This splendid silver gilt cup and cover was made by the prestigious firm of Hancocks & Company, which held the Royal Appointment to Queen Victoria, and both pieces bear their full and clear hallmarks showing that the silver was assayed in London in 1870. The cup is in remarkable, original condition and the gilding, to the interior and exterior, is still deep and sumptuous with only the slightest signs of wear or use. The detail is very fine and beautifully crisp and the gauge of metal is very thick.
The form of this cup and cover is European but the ornamentation takes its inspiration from the Indian silver tradition. The design is thought to have been inspired by the completion of the submarine or sub-ocean telegraph cable, by the British Indian Submarine Telegraph Company, which was laid between Cornwall, England and Bombay, India, which opened to the public on 14th March 1870.
This incredible engineering achievement brought about a technological revolution, allowing rapid and reliable communication between the two countries for the first time, strengthening their ties and greatly facilitating trade. A message from England to India would now take between 5 and 10 minutes to arrive in India, which was remarkably fast. Importantly, this enterprise also established new connections with many other countries it passed along the route of the cable, for example, Portugal.
The stepped cover has architectural echoes and is topped by a striking bud finial, underpinned by a row of petals, representing a lotus. It sits above an octagonal spire. The style of the flowers and foliage which ornament the cover are distinctly Kutch in style with the acanthus leaves, a favourite motif of the earlier Mughal dynasty, also used in Kutch silverwork. The prominent handles to either side of the cup are also ornamented with acanthus leaves and Mughal silver handles were frequently ornamented in a very similar way.
The large cup has a deep bowl and stands on a domed foot supported by a thick octagonal stem. The composition is very skilful, with elements repeating at intervals, creating balance, harmony and cohesion. For example, the beaded border to the edge of the foot is repeated just above the point at which the bottom of the handle has been attached to the body and the faceted stem has been balanced by the faceted spire of the cover above.
The ornamentation of the foot and stem, with its acanthus leaf borders, simple flower heads and elongated acanthus leaves to the stem, also follow the Kutch tradition. The ornamentation of the bowl has been divided into two principal panels separated by narrow repeating geometric borders. The upper panel depicts grapes and vine leaves, a universal symbol of conviviality, also part of the Kutch design repertoire. The entwined vines run horizontally around the bowl whilst, in contrast, the sixteen garlands of foliage in the lower panel run vertically from top to bottom, down to the base of the bowl.
The firm of Hancocks was founded on 1st January 1849 by Charles Frederick Hancock, previously a partner of Storr & Mortimer. He opened his first shop at 37 Bruton Street, London, with a manufacturing workshop next door. Only eight months later, they had received the Royal Appointment of Queen Victoria and some spectacular commissions. The firm exhibited at the Great Exhibition of 1851 with an impressive display of silver. Within a short space of time, they had also secured Appointments to the Russian, Italian, Belgian, German, Austrian and Portuguese royal families.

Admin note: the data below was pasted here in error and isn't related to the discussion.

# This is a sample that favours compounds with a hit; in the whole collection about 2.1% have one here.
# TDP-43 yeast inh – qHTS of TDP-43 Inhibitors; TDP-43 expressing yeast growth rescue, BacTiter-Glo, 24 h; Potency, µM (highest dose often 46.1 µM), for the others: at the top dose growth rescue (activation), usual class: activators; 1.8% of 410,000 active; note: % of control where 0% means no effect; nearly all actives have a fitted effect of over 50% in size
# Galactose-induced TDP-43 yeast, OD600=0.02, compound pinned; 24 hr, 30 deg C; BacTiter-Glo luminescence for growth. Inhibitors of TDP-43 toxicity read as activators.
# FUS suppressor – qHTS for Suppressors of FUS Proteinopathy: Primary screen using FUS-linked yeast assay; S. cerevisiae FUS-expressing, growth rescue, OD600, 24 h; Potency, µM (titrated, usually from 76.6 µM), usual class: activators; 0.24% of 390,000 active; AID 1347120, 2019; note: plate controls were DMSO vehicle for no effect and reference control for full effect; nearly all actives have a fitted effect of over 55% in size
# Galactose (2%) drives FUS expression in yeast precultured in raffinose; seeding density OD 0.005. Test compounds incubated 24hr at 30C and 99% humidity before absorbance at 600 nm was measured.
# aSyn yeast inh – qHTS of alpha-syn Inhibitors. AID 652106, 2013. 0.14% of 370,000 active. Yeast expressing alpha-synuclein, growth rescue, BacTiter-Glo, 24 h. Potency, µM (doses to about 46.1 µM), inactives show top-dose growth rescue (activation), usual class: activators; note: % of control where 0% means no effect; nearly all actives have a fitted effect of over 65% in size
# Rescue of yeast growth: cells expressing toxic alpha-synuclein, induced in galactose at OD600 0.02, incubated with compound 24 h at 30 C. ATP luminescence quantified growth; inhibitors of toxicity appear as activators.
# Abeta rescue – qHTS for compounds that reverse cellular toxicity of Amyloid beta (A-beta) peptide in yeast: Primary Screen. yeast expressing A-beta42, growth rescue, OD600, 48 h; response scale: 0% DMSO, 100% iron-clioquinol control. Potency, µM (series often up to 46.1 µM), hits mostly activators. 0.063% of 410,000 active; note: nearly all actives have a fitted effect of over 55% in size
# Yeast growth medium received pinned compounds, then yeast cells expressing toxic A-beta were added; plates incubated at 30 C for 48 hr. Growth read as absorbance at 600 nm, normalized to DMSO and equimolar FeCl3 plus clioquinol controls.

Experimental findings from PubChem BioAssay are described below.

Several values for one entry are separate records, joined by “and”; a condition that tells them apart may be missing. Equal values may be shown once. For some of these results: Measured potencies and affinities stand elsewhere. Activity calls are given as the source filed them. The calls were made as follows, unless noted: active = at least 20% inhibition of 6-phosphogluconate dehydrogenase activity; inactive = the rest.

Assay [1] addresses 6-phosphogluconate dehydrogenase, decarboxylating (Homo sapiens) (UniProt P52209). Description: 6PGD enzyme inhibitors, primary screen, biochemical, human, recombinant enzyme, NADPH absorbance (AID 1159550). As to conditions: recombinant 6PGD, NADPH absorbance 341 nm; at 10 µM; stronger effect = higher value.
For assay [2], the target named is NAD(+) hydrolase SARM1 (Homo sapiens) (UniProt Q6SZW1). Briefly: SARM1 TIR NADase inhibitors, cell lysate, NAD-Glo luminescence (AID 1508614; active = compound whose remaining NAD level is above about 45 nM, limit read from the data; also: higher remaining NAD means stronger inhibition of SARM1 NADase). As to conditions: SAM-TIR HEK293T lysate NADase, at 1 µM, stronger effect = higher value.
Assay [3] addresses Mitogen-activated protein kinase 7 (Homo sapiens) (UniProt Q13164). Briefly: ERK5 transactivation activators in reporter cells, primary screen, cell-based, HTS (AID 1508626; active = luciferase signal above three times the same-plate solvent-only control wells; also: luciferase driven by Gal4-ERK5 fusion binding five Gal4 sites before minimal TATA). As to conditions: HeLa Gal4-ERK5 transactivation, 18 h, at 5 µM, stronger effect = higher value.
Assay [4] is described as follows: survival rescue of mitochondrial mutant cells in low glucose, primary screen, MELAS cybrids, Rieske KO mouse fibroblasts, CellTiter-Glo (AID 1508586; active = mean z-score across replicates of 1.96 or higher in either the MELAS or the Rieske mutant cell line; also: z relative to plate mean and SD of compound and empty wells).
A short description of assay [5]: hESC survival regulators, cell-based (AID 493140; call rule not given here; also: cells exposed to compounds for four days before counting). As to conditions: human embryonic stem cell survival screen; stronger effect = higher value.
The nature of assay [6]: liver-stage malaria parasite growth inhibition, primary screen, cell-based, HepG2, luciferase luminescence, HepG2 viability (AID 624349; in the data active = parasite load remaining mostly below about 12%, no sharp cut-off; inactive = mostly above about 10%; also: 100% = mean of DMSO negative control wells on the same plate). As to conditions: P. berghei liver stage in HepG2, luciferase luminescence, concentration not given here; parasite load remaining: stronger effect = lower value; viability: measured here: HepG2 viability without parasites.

Helped by the firm’s extremely rapid expansion and its Royal Appointments, in 1856 Mr Hancock was also granted the prestigious award of designing and producing the Victoria Cross, which is still made, exclusively, by the company today. This medal was introduced on 29 January 1856, by Queen Victoria, to honour acts of valour during the Crimean War. The first Victoria Cross medals were presented by her in 1857. According to tradition, the metal used to make the medals comes from Russian cannon captured at the Siege of Sebastopol.
The firm was restyled Hancock, Son & Company in 1866 on the semi-retirement of the founder, Charles Frederick Hancock. At the same time, Charles’ son, Mortimer, became a partner, together with Henry Dore and Horatio Stewart. Three years later the company was renamed Hancocks & Company, with C F Hancock retiring completely in the early 1970s after his other son, Charles Frederick Junior, had also joined the partnership. The Hancocks silver mark, to the underside of the base of this cup, was entered on 22nd January 1870.
Around the time that the cup and cover were made, Hancocks exhibited in international exhibitions in Paris in 1867 and Vienna in 1873, where the firm was awarded the Emperor’s gold medal for Science and Art, in addition to the ‘Prize Medal’. Examples of the firm's silverware can be found in many museums and high profile collections.
Condition – Excellent original condition
Dimensions – Height 28.5 cms; Width 22.5 cms
Weight – 1380 grammes
Illustrated London News, 2nd July 1870, London